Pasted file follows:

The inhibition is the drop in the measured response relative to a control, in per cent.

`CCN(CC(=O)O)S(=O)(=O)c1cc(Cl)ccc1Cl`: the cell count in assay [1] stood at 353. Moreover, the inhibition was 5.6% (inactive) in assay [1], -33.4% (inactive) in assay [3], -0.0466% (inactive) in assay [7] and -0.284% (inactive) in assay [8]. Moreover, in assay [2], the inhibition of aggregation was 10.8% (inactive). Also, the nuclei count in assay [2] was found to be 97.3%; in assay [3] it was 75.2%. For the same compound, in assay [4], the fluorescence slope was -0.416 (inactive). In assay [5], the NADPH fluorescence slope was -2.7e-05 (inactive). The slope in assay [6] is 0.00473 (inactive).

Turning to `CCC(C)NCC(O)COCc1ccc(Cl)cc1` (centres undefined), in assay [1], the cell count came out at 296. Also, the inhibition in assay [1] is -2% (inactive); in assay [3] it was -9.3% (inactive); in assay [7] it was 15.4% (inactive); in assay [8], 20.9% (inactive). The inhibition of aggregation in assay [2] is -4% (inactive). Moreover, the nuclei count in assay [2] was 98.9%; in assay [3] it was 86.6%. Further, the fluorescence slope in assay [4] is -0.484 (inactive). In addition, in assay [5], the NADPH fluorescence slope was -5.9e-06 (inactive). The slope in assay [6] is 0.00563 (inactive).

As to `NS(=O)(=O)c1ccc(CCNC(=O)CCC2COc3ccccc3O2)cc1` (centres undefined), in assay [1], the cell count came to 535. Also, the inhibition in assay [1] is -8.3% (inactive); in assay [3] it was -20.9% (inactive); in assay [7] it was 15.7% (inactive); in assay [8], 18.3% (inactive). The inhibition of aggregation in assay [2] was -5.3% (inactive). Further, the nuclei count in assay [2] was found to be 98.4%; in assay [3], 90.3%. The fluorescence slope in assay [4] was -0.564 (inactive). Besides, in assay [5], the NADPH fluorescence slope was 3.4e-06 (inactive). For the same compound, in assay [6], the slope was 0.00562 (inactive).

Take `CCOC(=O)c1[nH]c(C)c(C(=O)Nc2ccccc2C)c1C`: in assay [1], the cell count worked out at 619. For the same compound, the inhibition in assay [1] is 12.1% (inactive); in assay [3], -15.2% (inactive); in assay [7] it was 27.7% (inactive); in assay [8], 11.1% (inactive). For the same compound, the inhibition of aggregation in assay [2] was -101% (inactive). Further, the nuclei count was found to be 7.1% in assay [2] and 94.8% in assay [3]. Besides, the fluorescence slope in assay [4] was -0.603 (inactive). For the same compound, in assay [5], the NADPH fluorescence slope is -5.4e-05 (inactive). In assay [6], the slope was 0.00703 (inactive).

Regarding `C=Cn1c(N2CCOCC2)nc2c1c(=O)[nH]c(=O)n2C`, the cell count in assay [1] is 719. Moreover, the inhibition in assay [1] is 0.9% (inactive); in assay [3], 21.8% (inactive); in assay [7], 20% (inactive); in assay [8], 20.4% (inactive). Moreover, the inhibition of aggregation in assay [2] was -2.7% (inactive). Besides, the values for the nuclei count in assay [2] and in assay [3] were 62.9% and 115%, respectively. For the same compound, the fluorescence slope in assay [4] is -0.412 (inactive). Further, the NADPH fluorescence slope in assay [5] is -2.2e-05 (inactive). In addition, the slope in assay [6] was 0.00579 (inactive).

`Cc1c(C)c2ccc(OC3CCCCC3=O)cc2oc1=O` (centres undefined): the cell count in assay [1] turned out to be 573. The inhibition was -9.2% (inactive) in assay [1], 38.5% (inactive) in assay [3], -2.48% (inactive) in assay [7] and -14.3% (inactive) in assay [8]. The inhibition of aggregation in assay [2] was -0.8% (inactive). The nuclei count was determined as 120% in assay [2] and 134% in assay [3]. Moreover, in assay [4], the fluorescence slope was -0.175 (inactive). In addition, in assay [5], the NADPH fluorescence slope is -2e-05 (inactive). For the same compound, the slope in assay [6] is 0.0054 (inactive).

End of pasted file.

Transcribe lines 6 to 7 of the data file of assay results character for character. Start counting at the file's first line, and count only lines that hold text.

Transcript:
Regarding `C=Cn1c(N2CCOCC2)nc2c1c(=O)[nH]c(=O)n2C`, the cell count in assay [1] is 719. Moreover, the inhibition in assay [1] is 0.9% (inactive); in assay [3], 21.8% (inactive); in assay [7], 20% (inactive); in assay [8], 20.4% (inactive). Moreover, the inhibition of aggregation in assay [2] was -2.7% (inactive). Besides, the values for the nuclei count in assay [2] and in assay [3] were 62.9% and 115%, respectively. For the same compound, the fluorescence slope in assay [4] is -0.412 (inactive). Further, the NADPH fluorescence slope in assay [5] is -2.2e-05 (inactive). In addition, the slope in assay [6] was 0.00579 (inactive).

`Cc1c(C)c2ccc(OC3CCCCC3=O)cc2oc1=O` (centres undefined): the cell count in assay [1] turned out to be 573. The inhibition was -9.2% (inactive) in assay [1], 38.5% (inactive) in assay [3], -2.48% (inactive) in assay [7] and -14.3% (inactive) in assay [8]. The inhibition of aggregation in assay [2] was -0.8% (inactive). The nuclei count was determined as 120% in assay [2] and 134% in assay [3]. Moreover, in assay [4], the fluorescence slope was -0.175 (inactive). In addition, in assay [5], the NADPH fluorescence slope is -2e-05 (inactive). For the same compound, the slope in assay [6] is 0.0054 (inactive).